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Kleefstra Syndrome 

What is Kleefstra syndrome?

Kleefstra syndrome is a disorder that affects many parts of the body and is characterized by developmental delay and intellectual disabilities. Because of its similarities to other conditions, testing has only recently become available to distinguish it. Due to this, the incidence is unknown.

What are the symptoms of Kleefstra syndrome?

Developmental delays and intellectual disabilities are two of the main symptoms of this syndrome. Affected people also have little or no speech, weak muscle tone, a small head, a wide skull, eyebrows that grow together in the middle, widely spaced eyes, nostrils that open to the front, a shrunken appearance to the middle of the face, a protruding jaw, rolled out lips, and a large tongue. High birth weights and childhood obesity are also symptoms of this condition.

Other common symptoms of this syndrome include structural brain abnormalities, congenital heart defects, seizures, genitourinary abnormalities, and severe respiratory infections.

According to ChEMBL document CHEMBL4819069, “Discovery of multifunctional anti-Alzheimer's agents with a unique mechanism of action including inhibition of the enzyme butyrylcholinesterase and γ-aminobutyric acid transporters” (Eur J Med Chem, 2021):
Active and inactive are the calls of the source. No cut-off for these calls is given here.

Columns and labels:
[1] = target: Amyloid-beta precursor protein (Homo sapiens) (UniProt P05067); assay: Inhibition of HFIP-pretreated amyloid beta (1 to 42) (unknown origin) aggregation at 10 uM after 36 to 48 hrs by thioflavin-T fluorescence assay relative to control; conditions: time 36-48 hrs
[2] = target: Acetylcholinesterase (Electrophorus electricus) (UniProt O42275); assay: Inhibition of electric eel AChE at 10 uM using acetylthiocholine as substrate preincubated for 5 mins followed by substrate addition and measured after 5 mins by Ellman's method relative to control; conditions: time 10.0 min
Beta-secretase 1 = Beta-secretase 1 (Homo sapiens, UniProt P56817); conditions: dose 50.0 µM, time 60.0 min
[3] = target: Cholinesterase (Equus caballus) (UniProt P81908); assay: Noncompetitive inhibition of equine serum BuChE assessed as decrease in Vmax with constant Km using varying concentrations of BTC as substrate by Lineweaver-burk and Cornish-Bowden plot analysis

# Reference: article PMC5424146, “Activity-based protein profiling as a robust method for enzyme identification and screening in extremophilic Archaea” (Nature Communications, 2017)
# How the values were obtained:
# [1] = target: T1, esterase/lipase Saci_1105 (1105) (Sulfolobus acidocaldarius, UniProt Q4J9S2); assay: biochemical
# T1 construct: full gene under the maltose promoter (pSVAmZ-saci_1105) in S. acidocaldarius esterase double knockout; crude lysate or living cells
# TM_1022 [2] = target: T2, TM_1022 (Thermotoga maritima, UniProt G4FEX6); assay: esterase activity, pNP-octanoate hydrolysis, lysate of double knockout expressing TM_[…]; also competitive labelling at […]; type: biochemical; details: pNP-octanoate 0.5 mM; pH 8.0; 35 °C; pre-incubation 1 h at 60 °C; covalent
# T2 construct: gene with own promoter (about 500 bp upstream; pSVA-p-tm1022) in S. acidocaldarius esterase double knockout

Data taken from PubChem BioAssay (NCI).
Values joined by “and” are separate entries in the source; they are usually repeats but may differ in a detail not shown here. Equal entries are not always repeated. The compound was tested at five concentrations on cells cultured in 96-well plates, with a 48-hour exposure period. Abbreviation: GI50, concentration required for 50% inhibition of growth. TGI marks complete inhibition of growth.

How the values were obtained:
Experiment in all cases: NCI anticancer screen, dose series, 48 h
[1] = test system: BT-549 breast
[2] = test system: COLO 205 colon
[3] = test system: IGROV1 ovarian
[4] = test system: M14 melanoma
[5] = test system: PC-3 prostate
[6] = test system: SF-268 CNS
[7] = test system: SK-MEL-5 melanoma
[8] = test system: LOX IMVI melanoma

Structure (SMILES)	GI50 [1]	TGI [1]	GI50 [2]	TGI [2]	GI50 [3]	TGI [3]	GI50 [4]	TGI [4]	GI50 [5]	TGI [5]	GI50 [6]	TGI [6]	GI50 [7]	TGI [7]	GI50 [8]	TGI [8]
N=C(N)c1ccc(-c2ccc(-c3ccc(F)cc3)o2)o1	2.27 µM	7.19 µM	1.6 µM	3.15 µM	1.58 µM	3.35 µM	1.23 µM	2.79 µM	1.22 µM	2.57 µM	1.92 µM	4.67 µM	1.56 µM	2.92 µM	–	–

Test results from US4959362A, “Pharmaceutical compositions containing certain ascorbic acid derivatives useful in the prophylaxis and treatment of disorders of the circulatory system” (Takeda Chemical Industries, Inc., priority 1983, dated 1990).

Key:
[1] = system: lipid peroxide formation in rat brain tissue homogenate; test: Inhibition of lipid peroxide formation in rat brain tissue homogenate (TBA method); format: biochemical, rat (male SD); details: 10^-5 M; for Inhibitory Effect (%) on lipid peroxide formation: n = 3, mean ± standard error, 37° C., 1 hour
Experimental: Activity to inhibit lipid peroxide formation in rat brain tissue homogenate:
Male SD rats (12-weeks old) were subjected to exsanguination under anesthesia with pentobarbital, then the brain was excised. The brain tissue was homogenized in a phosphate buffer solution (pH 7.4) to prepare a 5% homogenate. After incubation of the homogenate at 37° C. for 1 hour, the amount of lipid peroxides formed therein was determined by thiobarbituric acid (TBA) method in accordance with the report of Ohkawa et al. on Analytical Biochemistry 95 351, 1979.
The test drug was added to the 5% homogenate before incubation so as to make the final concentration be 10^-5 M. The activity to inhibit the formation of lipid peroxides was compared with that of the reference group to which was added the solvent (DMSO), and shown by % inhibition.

What causes Kleefstra syndrome?

The EHMT1 gene is either completely lost or has severe mutations that cause the loss of function in those with this syndrome. This gene is responsible for the instructions for the enzyme euchromatic histone methyltransferase 1. People with Kleefstra syndrome typically have a deletion of about one million base pairs on chromosome 9, where the EHMT1 gene is. This deletion causes the characteristic syndromes of this condition. If there is no deletion, there is a mutation in the gene that drastically alters the function of the enzyme it produces. 

In inherited cases of this syndrome, the pattern is autosomal dominant. It is usually a random event during the formation of reproductive cells that results in the deletion or mutations that cause Kleefstra syndrome. 

How is Kleefstra syndrome diagnosed?

A physical exam is conducted to find the characteristic symptoms of Kleefstra syndrome, as well as an evaluation of family and medical history. Molecular genetic testing is necessary to confirm the diagnosis. 

What are the treatments for Kleefstra syndrome?

A team of specialists is necessary for treatment, which consists of management of symptoms. Special education and physical, speech, sensory integration, and occupational therapy are all recommended from an early age. Renal, cardiac, and urologic issues should all be treated by specialists with standard treatment.  

Where can I find out more about Kleefstra syndrome?

Kleefstra Syndrome Articles